The Straight-line Method reduces the Net-Book value of an asset by the same amount each period. This amount is determined by dividing the total value of said asset by some number of periods, then subtracted from the balance at the end of each period.
For example,if you purchased a sewing machine for $12,000 and you wrote it off over 12 months using the Straight-line method, you would divide the original cost ($12,000) by the term of useful life (12 months). In this case, $12,000 / 12 months = $1,000/month. To apply depreciation on this item, you would deduct $1,000 at the end of the first month to leave a balance of $11,000. The second month you would deduct another $1,000 leaving a balance of $10,000. At the end of the 12th month, you would deduct the last $1,000 from the previous (11th months) balance of $1,000, leaving you with a balance of $0.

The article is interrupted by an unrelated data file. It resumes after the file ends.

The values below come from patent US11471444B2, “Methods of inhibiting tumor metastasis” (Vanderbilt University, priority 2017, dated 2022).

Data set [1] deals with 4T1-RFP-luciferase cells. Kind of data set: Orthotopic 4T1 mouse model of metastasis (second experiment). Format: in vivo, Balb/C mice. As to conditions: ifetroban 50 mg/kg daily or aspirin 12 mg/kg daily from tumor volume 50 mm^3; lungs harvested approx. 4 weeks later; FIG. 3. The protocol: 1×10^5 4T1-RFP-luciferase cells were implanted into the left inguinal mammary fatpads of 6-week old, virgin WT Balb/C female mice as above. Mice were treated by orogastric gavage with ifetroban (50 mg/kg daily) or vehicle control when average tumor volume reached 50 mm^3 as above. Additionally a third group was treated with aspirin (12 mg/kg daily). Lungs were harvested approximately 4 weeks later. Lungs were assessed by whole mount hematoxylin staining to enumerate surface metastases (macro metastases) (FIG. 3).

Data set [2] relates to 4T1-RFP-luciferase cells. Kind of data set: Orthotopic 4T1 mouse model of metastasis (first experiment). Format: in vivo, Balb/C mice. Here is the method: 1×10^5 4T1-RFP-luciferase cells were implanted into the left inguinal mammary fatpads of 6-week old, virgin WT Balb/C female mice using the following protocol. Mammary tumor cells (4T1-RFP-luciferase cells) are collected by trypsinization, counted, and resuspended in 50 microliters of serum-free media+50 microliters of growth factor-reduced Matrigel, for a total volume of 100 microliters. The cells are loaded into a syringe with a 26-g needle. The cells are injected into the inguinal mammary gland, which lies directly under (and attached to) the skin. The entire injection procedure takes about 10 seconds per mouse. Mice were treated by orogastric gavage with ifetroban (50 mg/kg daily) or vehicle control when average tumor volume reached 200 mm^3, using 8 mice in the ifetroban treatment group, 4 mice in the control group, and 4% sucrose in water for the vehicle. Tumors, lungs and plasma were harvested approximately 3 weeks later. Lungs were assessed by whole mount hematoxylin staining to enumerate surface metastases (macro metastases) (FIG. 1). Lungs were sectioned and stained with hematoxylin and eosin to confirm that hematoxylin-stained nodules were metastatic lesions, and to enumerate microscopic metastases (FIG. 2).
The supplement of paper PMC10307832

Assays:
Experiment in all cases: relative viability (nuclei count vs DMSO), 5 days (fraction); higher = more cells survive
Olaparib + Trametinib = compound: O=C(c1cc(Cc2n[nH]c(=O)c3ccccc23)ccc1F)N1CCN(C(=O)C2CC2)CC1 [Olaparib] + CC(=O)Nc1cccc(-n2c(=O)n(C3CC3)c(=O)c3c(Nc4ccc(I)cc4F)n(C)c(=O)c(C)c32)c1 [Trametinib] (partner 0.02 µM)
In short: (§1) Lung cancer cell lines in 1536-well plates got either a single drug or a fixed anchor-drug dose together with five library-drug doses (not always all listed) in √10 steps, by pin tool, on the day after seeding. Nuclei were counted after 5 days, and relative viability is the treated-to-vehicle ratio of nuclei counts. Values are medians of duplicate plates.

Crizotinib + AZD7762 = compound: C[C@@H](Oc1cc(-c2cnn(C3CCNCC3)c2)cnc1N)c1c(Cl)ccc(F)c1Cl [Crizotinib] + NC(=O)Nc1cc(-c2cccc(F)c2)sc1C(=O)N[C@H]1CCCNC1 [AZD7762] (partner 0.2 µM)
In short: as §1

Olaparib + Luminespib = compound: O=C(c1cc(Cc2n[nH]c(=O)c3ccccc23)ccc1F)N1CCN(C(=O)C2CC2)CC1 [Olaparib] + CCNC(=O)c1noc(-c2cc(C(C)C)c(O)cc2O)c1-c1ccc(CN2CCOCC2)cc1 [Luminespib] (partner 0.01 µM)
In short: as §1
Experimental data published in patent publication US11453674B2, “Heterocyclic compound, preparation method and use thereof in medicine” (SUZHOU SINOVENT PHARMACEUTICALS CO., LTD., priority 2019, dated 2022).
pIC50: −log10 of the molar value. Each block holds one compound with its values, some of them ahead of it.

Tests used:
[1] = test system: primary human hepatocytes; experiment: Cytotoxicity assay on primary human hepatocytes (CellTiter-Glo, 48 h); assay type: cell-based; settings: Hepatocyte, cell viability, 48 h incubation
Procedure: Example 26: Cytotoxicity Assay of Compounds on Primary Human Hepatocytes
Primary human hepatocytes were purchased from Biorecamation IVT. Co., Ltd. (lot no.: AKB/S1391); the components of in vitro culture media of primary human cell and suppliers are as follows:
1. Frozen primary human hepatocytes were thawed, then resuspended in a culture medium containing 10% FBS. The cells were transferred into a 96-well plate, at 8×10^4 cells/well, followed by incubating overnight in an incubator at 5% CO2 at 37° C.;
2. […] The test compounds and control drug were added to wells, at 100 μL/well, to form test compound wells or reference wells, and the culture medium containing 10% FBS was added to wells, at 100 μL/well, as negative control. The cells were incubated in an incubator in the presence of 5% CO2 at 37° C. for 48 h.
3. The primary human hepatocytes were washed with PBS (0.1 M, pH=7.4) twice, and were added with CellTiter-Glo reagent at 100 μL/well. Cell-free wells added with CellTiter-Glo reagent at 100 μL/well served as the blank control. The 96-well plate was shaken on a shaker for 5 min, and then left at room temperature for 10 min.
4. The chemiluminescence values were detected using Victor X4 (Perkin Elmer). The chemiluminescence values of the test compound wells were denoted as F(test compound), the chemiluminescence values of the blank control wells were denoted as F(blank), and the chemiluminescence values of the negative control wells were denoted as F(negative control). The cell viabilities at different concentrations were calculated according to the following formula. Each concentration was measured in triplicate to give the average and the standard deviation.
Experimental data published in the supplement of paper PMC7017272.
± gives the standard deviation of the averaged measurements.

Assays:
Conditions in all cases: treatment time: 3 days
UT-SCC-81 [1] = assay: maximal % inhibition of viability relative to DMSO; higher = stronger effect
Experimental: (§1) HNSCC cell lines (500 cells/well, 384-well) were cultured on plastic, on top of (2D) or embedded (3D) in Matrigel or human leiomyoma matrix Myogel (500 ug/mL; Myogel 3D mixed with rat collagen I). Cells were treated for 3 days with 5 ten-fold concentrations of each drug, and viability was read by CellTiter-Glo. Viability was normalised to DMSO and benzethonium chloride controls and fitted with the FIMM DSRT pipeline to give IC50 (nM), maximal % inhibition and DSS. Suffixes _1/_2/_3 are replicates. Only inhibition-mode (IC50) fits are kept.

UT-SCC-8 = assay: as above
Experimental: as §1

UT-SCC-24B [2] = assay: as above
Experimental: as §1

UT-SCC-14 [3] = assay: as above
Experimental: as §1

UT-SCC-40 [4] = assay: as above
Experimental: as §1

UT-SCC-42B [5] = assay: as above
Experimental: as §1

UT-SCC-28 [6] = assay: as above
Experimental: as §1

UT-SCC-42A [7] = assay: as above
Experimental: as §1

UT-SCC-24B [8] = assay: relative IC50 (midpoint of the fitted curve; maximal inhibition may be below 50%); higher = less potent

At this point you would say that you have written off the sewing machine. In practice, things get a little more complicated. In this example it would not be fair to assume that at the end of the 12th month the machine would suddenly stop working, or be absolutely worthless, though for tax purposes it is considered to have zero basis. It is possible you could still sell the completely written off sewing machine for $1,000, causing you to recognize a $1,000 taxable gain.
The economic reasoning behind the Straight-line method is, essentially, the acceptance that depreciation is an approximation of the rate at which an asset transfers value to the Operations of a business by participating productively in it, and so we should use the most economical one (regarding computational effort) to calculate and record it in the accounting books. There are certain Intangible Assets for which the Straight-Line method can be considered the relatively more accurate one. But for most Tangible Assets there is good argument that the Declining Balance method is more suitable (see below). Nevertheless, the simplicity of the Straight-line method had made it the prevailing one, accepted by economists, accountants, analysts, businesses, and even state authorities (for tax purposes).